Shoot to Maim

Israel’s Favored Ammo is Crippling a Generation of Young Palestinians

Held up to the light, the X ray of Fouad Mahed's right femur resembles a piece of the sky on a clear desert night: countless specks of white scattered against an ink-black backdrop.

But this milky way is actually hundreds of fragments of lead and bone, the result of a bullet from an Israeli rifle that shattered Mahed's leg. The image itself is of something that no longer exists. After massive blood loss, doctors were forced to amputate the limb two weeks after the shooting.

"Surgery is easy when you know the anatomy," says Dr. Nasri Khoury, tracing the outline of Mahed's femur with a pen. "But when the anatomy is destroyed, the surgeon is at a loss."

Thousands of Palestinian young men and boys may become permanently crippled from bullet wounds suffered during the last five months of stone-throwing protests against Israeli rule. As with Fouad Mahed, a carpenter from Gaza, many of the 11,000 injuries came when unarmed people were shot.

The high rates of crippling injuries are in large part due to the fragmenting bullets fired by M16s. The American-made Colt weapons, introduced during the Vietnam War as lightweight field rifles capable of inflicting maximum damage on the enemy, are being used increasingly by the Israel Defense Forces against civilian demonstrators. The M16 ammunition often breaks into tiny pieces after penetration, ripping up muscle and nerve and causing multiple internal injuries, much like those of the internationally banned dumdum bullets.

Forensics experts in the United States and Europe, who agreed for this article to examine the X rays of Fouad Mahed and other wounded Palestinians, confirm repeated casualties from M16s, shotguns, and other live ammunition. These images, together with other X rays seen in West Bank and Jordanian hospitals, show a pattern some forensics specialists call a "lead snowstorm," the fragmentation of high-velocity military ammunition, fired at civilians. Many of the wounded were hit at short range—less than 100 meters—compounding internal damage.

The reliance on these rounds is part of what human rights groups have denounced as excessive use of Israeli force against mostly unarmed Palestinians. "Shooting people with high-velocity bullets to wound them is a form of summary punishment being inflicted in the field," says Dr. Robert Kirschner of the Nobel Prize-winning Physicians for Human Rights.

It's not yet clear how newly elected prime minister Ariel Sharon, a lifelong hard-liner, will handle the spiraling conflict. Last week the IDF sent helicopter gunships to assassinate a senior Palestinian security officer. The next day, a Palestinian bus driver plowed into a bus stop, killing seven Israeli soldiers and one civilian. Charges continued that Israeli troops were firing live ammunition into unarmed crowds before trying to scatter them with tear gas or water cannons, as the military code requires—the same charges the IDF denied under Sharon's predecessor, Ehud Barak.

"Every new victim wounded or killed is not a goal for us," says Major Olivier Rafowicz, a spokesperson. "The violence is initiated by the other side. If they can show victims, wounded, blood, children—it is only serving the Palestinian interest: 'See, we are only doing popular activities, and the bad Israeli guy is killing us for nothing.' We are not interested in that on the Israeli side."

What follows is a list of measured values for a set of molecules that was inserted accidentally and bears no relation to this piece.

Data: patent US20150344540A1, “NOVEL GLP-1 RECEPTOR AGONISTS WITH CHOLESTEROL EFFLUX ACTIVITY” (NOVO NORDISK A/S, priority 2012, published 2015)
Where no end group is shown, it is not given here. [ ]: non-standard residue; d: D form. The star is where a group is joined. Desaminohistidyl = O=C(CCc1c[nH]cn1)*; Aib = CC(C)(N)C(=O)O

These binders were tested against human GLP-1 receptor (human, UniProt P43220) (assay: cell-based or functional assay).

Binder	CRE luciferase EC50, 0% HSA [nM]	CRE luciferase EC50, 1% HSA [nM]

Major Rafowicz argues that Israel has exercised considerable restraint in the face of life-threatening demonstrations, with gunfire from Palestinians. In addition, he says, Israel has tried unsuccessfully to acquire nonlethal riot control from several European countries. Nevertheless, Rafowicz insists, IDF soldiers operate under strict rules of engagement. "We open fire only on people who are endangering our lives," he says. "You can kill someone with a rock. A stone is a weapon."

Adds another IDF spokesperson: "We don't shoot live bullets when nobody's shooting at us."

Yet in more than 100 interviews for this article, patients, doctors, and medical personnel in 14 hospitals and clinics in Jordan and the West Bank paint a far different picture. With no shooting from the Palestinian side, and often little or no use of tear gas to disperse the protests, Israeli soldiers have repeatedly fired live ammunition into unarmed crowds.


Ibrahim Mustafa Darwish, 17, was shot in the abdomen on November 15, during protests at the Erez checkpoint that divides Gaza from Israel. Six weeks later, he lies in bed at Jordan Hospital in Amman. The bandages on his abdomen are bloody and sticky, signs of multiple surgeries to remove a meter of intestines. Israeli soldiers fired at the 18 stone-throwers from a distance of 15 meters.

Fadi Mohammed, 18, was also shot in the abdomen in late November while throwing rocks at a protest. The single bullet exploded two vertebrae, injuring his kidney and paralyzing both legs. He arrived November 30 at Palestine Hospital in Amman, where surgeons removed his spleen and parts of his vertebrae.

Mahmoud Al Medhoun, 15, was hit three times—in the leg, back, and abdomen—by soldiers firing from the hatch of a tank. One bullet lodged in his spine, smashing three vertebrae and pinching a nerve. His right leg is paralyzed. Doctors have removed part of his colon and repaired his liver; he is unable to eat. "God willing, I will walk again," declares Mahmoud. But when his father cites the doctors' opinion that the paralysis is probably permanent, the boy rolls himself into a ball, burying his face in the crook of his arm and crying.

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